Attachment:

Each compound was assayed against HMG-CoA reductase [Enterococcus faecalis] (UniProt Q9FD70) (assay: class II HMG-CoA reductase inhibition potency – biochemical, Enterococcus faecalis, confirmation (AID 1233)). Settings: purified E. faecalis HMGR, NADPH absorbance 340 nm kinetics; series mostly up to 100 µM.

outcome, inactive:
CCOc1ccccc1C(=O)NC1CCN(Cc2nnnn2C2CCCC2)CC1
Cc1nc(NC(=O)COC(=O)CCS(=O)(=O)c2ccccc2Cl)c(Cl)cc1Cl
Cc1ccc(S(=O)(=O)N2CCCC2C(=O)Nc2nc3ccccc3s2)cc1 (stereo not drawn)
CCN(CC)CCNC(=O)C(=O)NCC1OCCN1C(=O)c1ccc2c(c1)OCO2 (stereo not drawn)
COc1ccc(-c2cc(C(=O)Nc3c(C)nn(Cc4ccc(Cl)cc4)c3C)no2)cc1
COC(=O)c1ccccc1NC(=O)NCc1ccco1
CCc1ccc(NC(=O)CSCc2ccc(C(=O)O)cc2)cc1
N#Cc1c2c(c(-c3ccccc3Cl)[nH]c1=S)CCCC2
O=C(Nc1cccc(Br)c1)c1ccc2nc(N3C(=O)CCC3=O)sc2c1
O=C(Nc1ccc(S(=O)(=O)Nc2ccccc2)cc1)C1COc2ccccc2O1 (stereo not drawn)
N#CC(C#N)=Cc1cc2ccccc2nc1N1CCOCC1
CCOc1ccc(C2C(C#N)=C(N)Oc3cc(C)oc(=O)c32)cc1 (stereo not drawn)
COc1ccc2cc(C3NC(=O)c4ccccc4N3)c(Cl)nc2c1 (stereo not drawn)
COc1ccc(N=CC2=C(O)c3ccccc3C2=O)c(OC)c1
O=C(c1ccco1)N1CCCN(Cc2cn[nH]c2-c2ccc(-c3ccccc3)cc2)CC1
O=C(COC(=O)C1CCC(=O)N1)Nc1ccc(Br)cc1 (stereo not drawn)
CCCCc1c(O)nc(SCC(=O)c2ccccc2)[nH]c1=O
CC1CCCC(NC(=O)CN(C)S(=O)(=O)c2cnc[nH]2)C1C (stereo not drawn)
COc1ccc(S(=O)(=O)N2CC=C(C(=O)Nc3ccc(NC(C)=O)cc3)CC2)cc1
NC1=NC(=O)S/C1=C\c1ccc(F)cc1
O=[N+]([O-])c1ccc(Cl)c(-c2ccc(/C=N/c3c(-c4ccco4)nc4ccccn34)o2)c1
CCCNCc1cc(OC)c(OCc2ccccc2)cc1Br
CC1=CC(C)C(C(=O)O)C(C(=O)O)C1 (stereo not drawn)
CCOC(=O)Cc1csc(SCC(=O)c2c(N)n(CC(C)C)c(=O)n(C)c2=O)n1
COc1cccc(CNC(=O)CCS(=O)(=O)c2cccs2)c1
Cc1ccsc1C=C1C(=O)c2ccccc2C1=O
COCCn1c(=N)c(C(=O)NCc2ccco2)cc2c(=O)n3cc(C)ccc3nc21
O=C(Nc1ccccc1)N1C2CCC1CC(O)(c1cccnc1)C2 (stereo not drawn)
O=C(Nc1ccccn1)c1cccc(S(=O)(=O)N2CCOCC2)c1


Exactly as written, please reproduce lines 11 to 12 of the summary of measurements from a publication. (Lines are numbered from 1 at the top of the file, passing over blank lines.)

O=C(Nc1cccc(Br)c1)c1ccc2nc(N3C(=O)CCC3=O)sc2c1
O=C(Nc1ccc(S(=O)(=O)Nc2ccccc2)cc1)C1COc2ccccc2O1 (stereo not drawn)